Best of Freshman Writing

Volume 17

Table of Contents

Christopher Young 

Bradley Neighoff 

Chelsea Hafner 

Chelsea Hartzman 

Madelyn Koch 

Kristy Offenback 

Cody Bressler 

Emily Brown 

Ebony Ford 

Steve Hamel 

Daniel MacIntosh 

Chris Watts 

Matt McClure 

Kyley Mickle 

Shatisha Diggs 

Taylor Bury 

Joanna Evans 

Alyssa Gradus 

Cindy MacIntosh 

Abbey Miklitsch

Lisa Morrison

Hailey Schuchart

John Ritenour

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Last updateded July 2, 2012.

Kyley Mickle
English 15
PSU – DuBois

A Case for Equal Media Coverage for Women’s Sports

Did you know that Lisa Leslie was the first woman to dunk a basketball in a Women’s National Basketball Association game in 2002? There are far more similar statistics that often go unheard by the general public. While men’s athletics on television can be eventful, powerful, and suspenseful, many female athletes miss out on the publicity by being overshadowed by male athletics. With such televised features as the Little League World Series of baseball, the men’s National Basketball Association games, and the “Top 10 Plays” segment on Sportscenter, women  athletes are significantly neglected.
    Women are completely overshadowed by men in sports. This starts at a young age. The Little League World Series of baseball, played in Williamsport, Pennsylvania, is featured every year on several sports networks during the time of the tournament. Throughout the competition, at least two games every day are shown on TV. Even before the official tournament starts in Williamsport, the regional championship games are televised. These are the teams that haven’t yet made it to Williamsport, but are one win away. On the other hand, the Little League World Series of softball, played in Portland, Oregon, is shown on sports networks for the championship game alone; no other games are televised. These incredibly talented girls should be allowed to get their “15 minutes of fame” just as the boys do. Being on TV for just the championship game is not fair. This unfairness also carries over into professional athletics as well.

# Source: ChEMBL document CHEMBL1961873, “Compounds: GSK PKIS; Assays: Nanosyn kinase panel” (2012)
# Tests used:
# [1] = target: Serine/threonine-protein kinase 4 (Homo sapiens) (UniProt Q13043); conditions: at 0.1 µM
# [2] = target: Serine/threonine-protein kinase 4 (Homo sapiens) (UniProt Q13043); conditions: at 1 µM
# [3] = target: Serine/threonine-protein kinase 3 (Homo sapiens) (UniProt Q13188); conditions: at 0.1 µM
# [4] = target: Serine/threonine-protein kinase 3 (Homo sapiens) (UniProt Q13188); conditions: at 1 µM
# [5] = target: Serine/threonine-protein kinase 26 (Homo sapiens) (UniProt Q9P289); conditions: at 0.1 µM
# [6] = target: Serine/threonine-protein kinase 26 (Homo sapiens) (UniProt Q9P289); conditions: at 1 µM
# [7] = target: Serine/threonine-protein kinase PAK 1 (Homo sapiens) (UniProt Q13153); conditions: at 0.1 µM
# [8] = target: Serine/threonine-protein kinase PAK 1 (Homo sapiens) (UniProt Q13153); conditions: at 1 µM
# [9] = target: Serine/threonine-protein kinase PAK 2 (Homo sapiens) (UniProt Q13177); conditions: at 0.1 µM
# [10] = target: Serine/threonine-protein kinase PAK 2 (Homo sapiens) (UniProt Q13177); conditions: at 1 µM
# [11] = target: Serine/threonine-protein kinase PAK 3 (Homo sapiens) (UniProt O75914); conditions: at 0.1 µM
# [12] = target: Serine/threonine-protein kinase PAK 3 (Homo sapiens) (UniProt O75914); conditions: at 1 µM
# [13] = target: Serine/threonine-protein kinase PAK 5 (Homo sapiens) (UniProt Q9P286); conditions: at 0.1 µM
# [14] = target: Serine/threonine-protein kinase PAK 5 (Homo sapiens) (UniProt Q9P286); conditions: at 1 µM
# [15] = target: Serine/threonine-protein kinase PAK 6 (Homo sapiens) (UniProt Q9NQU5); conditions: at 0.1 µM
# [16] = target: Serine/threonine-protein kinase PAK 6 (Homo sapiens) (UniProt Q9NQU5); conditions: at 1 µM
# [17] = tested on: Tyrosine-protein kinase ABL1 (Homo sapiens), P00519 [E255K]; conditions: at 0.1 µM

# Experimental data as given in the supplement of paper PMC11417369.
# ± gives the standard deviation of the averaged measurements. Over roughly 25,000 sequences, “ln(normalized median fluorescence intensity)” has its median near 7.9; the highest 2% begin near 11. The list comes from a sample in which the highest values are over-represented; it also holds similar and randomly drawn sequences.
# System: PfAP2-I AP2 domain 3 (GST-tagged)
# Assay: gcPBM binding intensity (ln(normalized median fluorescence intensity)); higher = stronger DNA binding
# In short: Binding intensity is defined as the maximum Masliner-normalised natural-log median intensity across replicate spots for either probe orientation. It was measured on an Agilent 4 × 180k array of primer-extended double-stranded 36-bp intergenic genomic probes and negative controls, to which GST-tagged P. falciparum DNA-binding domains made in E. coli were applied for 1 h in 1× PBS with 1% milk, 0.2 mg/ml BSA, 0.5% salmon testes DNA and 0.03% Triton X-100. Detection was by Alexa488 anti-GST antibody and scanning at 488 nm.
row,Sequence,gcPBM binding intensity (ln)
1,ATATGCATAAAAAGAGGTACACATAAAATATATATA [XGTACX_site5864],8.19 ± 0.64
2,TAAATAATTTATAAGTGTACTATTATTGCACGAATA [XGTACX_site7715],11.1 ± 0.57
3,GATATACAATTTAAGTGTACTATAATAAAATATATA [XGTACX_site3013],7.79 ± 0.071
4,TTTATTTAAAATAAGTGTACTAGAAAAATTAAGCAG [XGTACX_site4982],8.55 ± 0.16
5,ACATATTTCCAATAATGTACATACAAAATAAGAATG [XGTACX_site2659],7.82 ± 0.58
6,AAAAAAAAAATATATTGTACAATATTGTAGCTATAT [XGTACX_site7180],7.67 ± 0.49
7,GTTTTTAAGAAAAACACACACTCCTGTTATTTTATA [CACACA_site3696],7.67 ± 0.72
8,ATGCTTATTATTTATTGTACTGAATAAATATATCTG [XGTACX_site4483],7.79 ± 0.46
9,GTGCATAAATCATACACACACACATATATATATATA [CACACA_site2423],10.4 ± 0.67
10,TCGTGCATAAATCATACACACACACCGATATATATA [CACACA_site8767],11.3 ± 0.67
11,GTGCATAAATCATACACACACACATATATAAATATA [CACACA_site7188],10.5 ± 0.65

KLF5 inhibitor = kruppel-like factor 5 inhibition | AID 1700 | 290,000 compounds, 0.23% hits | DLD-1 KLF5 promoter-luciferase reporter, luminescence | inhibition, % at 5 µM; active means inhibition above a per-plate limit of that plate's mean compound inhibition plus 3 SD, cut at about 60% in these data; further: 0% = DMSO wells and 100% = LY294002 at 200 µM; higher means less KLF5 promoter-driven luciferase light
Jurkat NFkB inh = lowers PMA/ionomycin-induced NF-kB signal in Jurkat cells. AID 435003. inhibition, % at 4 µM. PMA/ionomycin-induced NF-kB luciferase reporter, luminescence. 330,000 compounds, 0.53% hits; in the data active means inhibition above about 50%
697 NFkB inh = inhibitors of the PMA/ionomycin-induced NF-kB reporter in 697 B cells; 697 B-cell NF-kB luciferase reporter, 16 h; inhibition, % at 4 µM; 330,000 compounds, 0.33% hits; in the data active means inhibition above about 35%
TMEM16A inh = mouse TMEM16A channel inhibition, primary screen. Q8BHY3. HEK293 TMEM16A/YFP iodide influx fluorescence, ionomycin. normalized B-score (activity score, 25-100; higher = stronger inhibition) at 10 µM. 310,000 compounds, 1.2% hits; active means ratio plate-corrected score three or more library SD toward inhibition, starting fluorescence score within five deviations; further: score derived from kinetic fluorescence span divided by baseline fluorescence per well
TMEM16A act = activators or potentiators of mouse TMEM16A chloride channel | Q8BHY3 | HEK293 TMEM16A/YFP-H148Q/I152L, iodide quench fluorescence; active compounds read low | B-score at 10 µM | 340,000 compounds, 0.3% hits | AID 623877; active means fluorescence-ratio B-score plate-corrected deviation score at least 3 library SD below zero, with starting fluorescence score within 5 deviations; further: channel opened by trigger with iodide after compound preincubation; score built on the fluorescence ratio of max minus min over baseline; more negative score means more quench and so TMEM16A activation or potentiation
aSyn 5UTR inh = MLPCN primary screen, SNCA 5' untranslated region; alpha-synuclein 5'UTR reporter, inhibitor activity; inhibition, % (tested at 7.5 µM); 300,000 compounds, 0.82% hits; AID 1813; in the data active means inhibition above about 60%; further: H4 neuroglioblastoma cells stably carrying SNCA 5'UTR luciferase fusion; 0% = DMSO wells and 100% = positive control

From a young age to adulthood, women rarely get their time to shine in sports. Professional leagues include the Women’s National Basketball Association. Every once in a while, there will be a WNBA game on a sports channel. This occurs about once every three weeks during the season. However, the National Basketball Association for men’s basketball is documented several times a week for its games. This is unfair to the public who want to see their favorite women basketball players in action. Many teenage girls look up to the superstars of the WNBA, and these girls are being hindered from watching their heroes. Many girls discover their favorite women athletes in watching their idols at the collegiate level and want to follow them at the professional level. These women include Diana Taurasi, Candace Parker, and Maya Moore. When women athletes are barely publicized, it is hard for young fans to track their preferred players. Even in the highlight reels of sports, women are infrequently shown for their athletic talents.
    Several sports programs show segments on incredible plays and 95 percent of the time, men are showcased for their unbelievable plays. Very seldom is there a highlight of a woman performing something breath-taking. The “Top 10 Plays” portion of Sportscenter is a clear example of this. Every day, the top plays of the day before are documented in this portion of the show. Hardly ever is there a woman shown; it is strictly all men. Women make just as spectacular plays as men. Certain plays include Venus Williams on the tennis court, Abby Wambach on the soccer field, and Andrea Duran on the softball field. Unfortunately, they hardly ever get a chance to be recognized for their accomplishments.
    As stated above, one can see that women are particularly neglected when it comes to sports. This overlooking ranges from a young age, at the Little League World Series of softball, to professional athletics, in the WNBA, to highlight reels, such as the “Top 10 Plays” on Sportscenter. I am not asking that all media be directed at women. I am just suggesting that more women’s athletics be shown on TV for sporting events. These female athletes have worked too hard to be ignored so easily. It is not reasonable that an event as big as Lisa Leslie’s dunk be second rate to a man. Furthermore, young people, especially girls, should be able to turn on the television at night and be able to watch their idol doing the thing that their heart lives for: playing the sport they love.

Kyley Mickle's essay appears here with her express written permission and cannot be reproduced in any manner or fashion without her express written permission.